If you're uncomfortable with your home's indoor temperature, some troubleshooting is necessary. One of the first things to do is examine your home's humidity level. If it's too high, it can make it feel a lot hotter inside than it really is. Lowering the humidity level can also mark a significant improvement in overall indoor comfort. Here are troubleshooting tips for getting the air quality in your home just right:
Use a Standalone Dehumidifier
Your air conditioner should dehumidify your indoor air, but sometimes it can't keep up with the dehumidifying needs of your home. To help your air conditioner out, a standalone dehumidifier can make a huge difference. These are often moderately priced and easy to use.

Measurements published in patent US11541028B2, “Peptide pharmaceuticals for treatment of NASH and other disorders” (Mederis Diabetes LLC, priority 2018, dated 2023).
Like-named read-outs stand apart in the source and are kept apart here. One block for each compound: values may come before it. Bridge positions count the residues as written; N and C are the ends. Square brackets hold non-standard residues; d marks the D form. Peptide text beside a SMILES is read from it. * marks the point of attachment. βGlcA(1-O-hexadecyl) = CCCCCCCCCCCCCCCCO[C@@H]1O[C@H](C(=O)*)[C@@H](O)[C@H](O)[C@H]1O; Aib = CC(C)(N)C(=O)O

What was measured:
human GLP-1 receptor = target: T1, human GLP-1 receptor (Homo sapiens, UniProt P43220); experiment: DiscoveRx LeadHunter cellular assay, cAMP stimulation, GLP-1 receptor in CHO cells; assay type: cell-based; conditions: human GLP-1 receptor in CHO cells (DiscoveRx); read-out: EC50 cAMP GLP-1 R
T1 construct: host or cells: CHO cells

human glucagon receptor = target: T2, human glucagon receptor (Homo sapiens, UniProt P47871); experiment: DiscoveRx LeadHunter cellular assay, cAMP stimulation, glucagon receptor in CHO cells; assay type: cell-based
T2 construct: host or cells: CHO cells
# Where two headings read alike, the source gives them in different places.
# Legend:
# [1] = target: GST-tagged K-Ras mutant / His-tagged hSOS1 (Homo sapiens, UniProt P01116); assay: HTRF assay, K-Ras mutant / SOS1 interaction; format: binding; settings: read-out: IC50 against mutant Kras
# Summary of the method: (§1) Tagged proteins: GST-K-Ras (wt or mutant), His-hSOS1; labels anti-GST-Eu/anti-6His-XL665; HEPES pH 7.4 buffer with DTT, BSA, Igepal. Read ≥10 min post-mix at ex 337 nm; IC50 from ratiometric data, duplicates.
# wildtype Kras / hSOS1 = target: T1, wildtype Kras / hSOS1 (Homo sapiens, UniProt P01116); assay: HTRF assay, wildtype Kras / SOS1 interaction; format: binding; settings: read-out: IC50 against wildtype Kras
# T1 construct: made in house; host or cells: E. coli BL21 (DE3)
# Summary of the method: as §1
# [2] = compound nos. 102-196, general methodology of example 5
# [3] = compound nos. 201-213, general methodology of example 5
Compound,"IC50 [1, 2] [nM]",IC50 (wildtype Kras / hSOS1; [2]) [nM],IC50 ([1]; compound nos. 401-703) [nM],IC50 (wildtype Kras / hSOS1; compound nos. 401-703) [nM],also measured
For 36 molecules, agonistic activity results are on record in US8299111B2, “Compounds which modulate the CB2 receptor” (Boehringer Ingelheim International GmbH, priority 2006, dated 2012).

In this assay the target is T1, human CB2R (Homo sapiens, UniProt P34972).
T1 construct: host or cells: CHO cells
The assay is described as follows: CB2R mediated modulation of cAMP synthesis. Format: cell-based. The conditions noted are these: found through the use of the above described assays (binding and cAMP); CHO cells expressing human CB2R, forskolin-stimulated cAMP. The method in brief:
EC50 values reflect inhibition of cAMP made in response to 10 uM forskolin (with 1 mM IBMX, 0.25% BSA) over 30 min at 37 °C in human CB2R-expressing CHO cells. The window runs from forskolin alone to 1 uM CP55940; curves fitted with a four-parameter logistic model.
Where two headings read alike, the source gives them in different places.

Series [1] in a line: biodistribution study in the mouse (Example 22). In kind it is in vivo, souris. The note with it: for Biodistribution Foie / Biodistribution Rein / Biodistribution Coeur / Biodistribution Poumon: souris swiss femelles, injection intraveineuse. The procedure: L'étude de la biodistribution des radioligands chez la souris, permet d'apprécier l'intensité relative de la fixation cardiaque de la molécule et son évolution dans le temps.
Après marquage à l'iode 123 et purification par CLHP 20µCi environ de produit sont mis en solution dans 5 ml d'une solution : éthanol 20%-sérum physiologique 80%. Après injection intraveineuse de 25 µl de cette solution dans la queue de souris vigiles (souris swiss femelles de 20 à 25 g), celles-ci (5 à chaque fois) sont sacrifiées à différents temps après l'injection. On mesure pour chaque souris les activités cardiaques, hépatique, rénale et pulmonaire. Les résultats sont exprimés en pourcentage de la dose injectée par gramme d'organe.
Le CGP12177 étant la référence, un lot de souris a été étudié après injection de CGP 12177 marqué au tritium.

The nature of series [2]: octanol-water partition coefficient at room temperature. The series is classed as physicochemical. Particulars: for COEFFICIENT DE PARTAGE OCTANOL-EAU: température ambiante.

Open Your Windows
Assuming the air outside has low humidity, circulating the humid indoor air to the outside can be a quick improvement. There are a few things to keep in mind about opening your windows. First, opening your windows only works when the humidity outside is lower than inside. Second, if it's really hot outside, it won't make sense to open the windows, as any improvement in humidity levels is overcome by the extra hot air that's now inside the home.
Avoiding Certain Kitchen Tasks
The kitchen is not only a source of excess heat during the summer, but it also produces moisture through typical activities, such as washing dishes or boiling water. To prevent this extra moisture from entering your indoor air, when you must cook or clean dishes in the kitchen, temporarily opening a nearby window to let out as much of this humid air as possible is a good idea.
If these troubleshooting steps don't help the excessive indoor humidity in your home, contact Griffin Heating & Air Conditioning to set up a time for one of our professionals to assess your home's HVAC system.